You’re hiking along your favorite trail and then…BAM…trail closure sign! You peek around; it doesn’t LOOK like anything is wrong – no mud, no construction. So, what could possibly be keeping you from completing your mission to hike the trail? It may be a seasonal wildlife closure.
During certain times of the year some animals are hypersensitive to the presence of humans in their habitats. Typically, this sensitivity revolves around mating, birthing, and migratory seasons. While for most animals these life events take place in the spring and summer months, a seasonal wildlife closure can impact a trail or even and entire park at any time of the year!
The territorial bald eagle population needs this uninterrupted time at the Carolyn Holmberg Preserve along the Cradleboard Trail in order to continue to rebuild their once threatened population. The ground-nesting birds on North and South Table Mountains appreciate the elimination of at least one threat as they strive to protect their young from snake and coyote predation. Even the migrating waterfowl at Crown Hill Park enjoy their privacy as the raise their young in and around Kestrel Pond.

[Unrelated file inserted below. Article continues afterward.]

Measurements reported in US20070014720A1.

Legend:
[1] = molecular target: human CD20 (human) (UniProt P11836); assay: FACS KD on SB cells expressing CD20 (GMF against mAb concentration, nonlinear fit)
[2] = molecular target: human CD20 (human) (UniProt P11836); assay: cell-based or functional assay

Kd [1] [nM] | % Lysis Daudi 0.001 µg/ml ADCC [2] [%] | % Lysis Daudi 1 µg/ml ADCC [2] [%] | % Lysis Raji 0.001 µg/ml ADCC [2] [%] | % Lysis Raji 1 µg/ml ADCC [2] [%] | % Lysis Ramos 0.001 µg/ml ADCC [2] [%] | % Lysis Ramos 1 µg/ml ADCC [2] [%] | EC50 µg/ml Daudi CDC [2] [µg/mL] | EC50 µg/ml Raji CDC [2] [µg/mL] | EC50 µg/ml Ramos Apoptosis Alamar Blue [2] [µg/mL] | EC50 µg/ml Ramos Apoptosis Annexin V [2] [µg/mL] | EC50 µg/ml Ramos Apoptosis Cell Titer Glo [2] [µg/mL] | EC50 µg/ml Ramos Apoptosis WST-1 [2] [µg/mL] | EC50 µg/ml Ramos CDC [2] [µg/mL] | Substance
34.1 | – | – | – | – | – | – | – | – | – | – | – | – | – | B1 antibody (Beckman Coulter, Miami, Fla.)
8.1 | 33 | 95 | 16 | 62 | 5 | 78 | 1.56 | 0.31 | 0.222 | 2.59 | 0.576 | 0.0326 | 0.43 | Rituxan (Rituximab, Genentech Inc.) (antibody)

Managers of public lands are required to follow federal, state, and local laws regarding these closures, and violators of these closures can be subject to hefty fines and possibly even jail time. This may seem over the top or like and inconvenience to you, but these closures ensure that the parks and trails you frequent are able to maintain a healthy and functioning ecology. Also, as the responsible recreator you are, it is important to remember that Plan Ahead and Prepare and Respect Wildlife are two of the core principals of Leave No Trace. Land management entities to a great job of keeping their websites up to date, but if you are unsure, give your local ranger a call!
Across the Front Range there are many trails and parks that offer viewing opportunities for this magnificent wildlife! Head on over to Rocky Mountain Arsenal to catch a glimpse of the summering burrowing owls, or take a leisurely 1.5-mile walk around Bluff Lake to view stunning waterfowl and marsh songbirds.
Interested in finding more hikes that are prime viewing areas for the spring birding migration? Check out CMC Press book Best Front Range Bird Hikes to hone those skills!